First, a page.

SOS: Without getting too personal, or as personal as you want to be, why do you think you were doing this?
AM: It’s not one thing. I think it was a culmination of things. My mom asked, “Were you raped?” There was never an event. There doesn’t have to be. I think that is true for a lot of people. I wish there was one thing I could pinpoint because it would have been a lot easier. For me it was control. I like being in control. I felt like I didn’t have control and this was a good thing to control. I don’t do well with change. Being away at school, my grandmother was passing away, my mom had back surgery, my dad was always working… I needed someone to take care of me. It was a very physical way of asking for help without saying it.
SOS: How did you end up in treatment?
AM: I was at the University of South Carolina. I would go home every weekend. I didn’t want to be at school. I had no friends anymore. By the second semester I had to ask my parents to come home because I physically couldn’t do it anymore. I started seeing a therapist there and she told my parents I needed to go to a treatment facility. She was worried I was going to die.
SOS: How much did you weigh at this point?
AM: I was still the 80s range. My parents didn’t know where to send me. It wasn’t like this was a common thing.
SOS: In NYC this has become so prevalent. Luckily parents do have a quite a few options for where to send their kids for treatment.
AM: Not in South Carolina, and this was 18 years ago. There were a couple of places to go. There was The Renfrew Center in New York and a few places in California. My doctor ended up sending me to Wickenburg, Arizona to a place called Remuda Ranch. It was a Christian center and very faith based. I don’t think my parents knew that.
SOS: Why did you end up going there?
AM:That was the place my doctor knew. She said it was really good and had good success rate. It was very small and the work was from a more Christian standpoint. We had a Jewish girl come which I thought was so crazy. ‘Why is she here?’ But she was amazing. She was from NYC and walked in with these sunglasses and big jacket on. It was awesome. So New York!
SOS: How long were you there?
AM: I was there for 60 days. It was a 30 or 60-day program, but they really didn’t set you up for real life. They get you to stop doing your disorder. You’re eating normal food and your gaining weight, but then they send you off without the skills for the outside world.
SOS: How much weight did you gain there?
AM: I probably gained about 20 lbs. and weighed around 100 lbs. I remember because the number 100 scared me… a lot. I remember thinking, ‘I don’t want to go over this number. I want to get to this number. I’m okay at this number. Just leave me at this number.’ It’s always negotiations with an eating disorder, like ‘I’ll do X if I can keep Y’. It’s never, ‘I’m going full throttle into this. I’m going to hold a little bit back.’ There’s always that buffer.
“You can’t have a relationship with somebody else when you’re in a relationship with your eating disorder. I had zero social life, but as much as I hated it, I didn’t know how to change it. One of the things I regret now is I see 25-year olds going out and having fun. I don’t know what that’s like.”
SOS: What happened after you left there?
AM: I couldn’t go back to school because we were already into the semester, so I started taking community school classes in Spartanburg. I relapsed. Literally the day I got back I was doing my eating disorder again.
SOS: We’re you living at home?
SOS: You came home and boom, you just picked up where you left off?
AM: Pretty much.
SOS: Nothing sticks?
AM: No. I’m sure my parents were extremely frustrated but they were trying to be supportive. I felt so much guilt about what I did to them, but you hold this guilt inside and it makes it worse. It becomes a sticky situation because your parents want to be supportive but they become the bad guy. They said, “We’ve got to send you someplace else because you’ve already lost weight. You’re not any better.” They sent me to a place I highly recommend called Laureate in Tulsa, Oklahoma. My first visual of landing in Tulsa were these gigantic praying hands. The Oral Robert University is there. Laureate is affiliated with a hospital so you have a lot of medical stuff there, but you learned how to live in the real world.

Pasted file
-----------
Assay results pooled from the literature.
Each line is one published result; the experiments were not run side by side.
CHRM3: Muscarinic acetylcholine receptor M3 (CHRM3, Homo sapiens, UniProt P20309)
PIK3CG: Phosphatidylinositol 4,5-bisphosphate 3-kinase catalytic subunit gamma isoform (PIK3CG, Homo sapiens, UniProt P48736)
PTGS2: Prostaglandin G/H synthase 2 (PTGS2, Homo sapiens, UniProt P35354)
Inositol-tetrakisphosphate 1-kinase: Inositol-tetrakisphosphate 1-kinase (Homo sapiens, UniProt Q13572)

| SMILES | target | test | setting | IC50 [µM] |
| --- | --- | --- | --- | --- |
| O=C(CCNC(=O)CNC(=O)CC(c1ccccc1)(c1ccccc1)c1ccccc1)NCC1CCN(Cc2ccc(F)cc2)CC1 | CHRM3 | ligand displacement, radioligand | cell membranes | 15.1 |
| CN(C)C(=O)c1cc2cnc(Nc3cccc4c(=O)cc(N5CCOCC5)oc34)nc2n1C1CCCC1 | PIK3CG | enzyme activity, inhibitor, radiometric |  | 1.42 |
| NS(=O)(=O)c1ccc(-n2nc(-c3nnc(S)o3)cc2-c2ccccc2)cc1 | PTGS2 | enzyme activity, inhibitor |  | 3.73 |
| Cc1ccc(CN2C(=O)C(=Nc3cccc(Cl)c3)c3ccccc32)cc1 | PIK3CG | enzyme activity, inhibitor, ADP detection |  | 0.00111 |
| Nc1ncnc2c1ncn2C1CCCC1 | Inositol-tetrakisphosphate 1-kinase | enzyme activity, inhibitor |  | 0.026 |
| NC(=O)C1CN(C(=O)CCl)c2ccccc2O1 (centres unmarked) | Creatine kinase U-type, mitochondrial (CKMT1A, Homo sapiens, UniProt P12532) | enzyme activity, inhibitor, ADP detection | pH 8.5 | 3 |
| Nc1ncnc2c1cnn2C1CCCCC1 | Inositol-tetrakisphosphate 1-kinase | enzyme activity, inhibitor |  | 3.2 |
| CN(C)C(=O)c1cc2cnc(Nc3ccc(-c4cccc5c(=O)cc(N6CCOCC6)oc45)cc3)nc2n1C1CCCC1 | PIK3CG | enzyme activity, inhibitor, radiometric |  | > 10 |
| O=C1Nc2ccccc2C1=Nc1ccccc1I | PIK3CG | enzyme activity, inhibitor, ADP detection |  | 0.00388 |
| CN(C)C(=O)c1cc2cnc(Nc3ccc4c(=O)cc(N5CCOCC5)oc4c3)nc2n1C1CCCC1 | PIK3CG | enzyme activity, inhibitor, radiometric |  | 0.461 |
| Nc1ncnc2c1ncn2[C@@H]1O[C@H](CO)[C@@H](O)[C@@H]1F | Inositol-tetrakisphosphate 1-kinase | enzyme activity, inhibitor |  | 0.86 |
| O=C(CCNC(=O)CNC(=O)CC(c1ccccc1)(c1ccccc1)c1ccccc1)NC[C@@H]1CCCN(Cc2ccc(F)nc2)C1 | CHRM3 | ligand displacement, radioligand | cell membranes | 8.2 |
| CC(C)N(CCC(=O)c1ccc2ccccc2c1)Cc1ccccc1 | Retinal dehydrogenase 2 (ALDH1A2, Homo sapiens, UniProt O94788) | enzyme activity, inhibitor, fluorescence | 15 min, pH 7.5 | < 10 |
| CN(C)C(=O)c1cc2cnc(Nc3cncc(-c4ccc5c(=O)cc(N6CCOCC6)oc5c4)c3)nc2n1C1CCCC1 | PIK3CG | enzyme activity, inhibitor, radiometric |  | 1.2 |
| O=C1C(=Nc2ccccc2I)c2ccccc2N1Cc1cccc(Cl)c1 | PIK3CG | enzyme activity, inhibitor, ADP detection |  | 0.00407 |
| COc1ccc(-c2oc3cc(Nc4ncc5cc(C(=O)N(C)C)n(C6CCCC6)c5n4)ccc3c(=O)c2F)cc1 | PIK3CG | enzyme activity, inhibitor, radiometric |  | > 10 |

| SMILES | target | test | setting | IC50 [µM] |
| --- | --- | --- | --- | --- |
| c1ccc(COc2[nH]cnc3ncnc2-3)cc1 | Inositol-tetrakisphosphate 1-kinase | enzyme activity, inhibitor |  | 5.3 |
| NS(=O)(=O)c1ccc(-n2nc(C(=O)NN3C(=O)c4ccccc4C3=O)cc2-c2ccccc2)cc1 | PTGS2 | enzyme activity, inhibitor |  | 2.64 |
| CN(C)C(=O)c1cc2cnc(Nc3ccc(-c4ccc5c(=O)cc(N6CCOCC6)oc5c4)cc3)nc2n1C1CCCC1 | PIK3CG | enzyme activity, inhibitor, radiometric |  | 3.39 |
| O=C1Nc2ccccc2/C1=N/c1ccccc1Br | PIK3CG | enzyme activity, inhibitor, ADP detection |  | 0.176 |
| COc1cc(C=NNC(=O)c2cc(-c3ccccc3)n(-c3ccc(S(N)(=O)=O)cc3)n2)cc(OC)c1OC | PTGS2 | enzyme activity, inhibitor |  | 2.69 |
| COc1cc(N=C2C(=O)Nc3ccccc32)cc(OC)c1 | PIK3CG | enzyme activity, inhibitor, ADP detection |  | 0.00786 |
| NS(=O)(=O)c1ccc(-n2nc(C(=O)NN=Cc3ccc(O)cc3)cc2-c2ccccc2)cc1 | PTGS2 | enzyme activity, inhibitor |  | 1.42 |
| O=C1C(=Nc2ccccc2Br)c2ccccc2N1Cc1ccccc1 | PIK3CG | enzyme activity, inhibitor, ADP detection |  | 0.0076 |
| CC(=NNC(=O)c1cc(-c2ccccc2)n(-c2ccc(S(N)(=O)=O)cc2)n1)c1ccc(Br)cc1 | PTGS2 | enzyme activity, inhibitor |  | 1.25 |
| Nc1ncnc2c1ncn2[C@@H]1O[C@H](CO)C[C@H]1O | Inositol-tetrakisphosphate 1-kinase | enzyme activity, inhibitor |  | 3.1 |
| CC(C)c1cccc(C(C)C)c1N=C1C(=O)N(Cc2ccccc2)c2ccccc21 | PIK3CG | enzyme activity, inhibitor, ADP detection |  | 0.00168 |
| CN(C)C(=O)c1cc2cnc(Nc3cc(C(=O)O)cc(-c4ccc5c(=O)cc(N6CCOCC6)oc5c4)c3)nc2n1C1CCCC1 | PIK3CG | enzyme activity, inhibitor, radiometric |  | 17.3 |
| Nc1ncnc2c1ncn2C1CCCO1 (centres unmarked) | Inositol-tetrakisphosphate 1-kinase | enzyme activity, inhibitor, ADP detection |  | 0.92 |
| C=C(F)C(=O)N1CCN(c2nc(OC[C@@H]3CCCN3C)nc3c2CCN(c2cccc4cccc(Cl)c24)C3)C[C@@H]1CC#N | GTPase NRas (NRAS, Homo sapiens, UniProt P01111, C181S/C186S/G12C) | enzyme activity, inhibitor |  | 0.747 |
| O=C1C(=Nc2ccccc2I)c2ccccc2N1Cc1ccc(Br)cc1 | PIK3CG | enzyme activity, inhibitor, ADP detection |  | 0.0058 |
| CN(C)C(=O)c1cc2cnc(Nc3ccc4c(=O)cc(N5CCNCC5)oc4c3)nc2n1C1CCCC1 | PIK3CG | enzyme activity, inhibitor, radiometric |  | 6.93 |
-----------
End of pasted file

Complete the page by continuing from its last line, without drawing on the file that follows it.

AM: They’d take us out. They’d take us to the movies. We’d go to restaurants. They’d take us to places to learn to maneuver these real-life situations.
SOS: How long were you there?
AM: I think I was there for 60 days, but I don’t know dates because it’s like Groundhog Day. You wake up and you do the same thing every day. Days and time just go on and on. I did the step-down program where you go to a halfway house. You’re still on campus at the hospital, but you’re living in a house. You can go to school, or have a part time job, but still come back and eat with everybody and have group therapy. You can still see the nutritionist and see your doctor. I must have been there for a very long time because my friends from college had already graduated. I was so ready to be done. I was so ready to get out and start having a life. I left the halfway house and got an apartment in Tulsa.
SOS: Where were you going to school?
AM: I was going to Northeastern State which is a university in Oklahoma, and working part time. None of the people I worked with or went to school with had any idea of any about my eating disorder. I looked sort of normal… thin, but normal. I ended up finishing my junior and senior year in one year. I just never stopped going to school. I took online classes, summer school, because in my mind I was still going home. I was still going to go back to South Carolina to see my friends again and I wanted to be caught up. But I never ended up going back to school. I ended up moving here to New York.
SOS: How did that happen?
AM: A friend from work, her sister worked at Rubenstein Communications in New York. Since I was in marketing she offered to pass my resume along. After a few months, they got in touch with me. I had a few interviews and they ended up giving me a job. I moved from Tulsa to New York, and well, we know I don’t do well with change…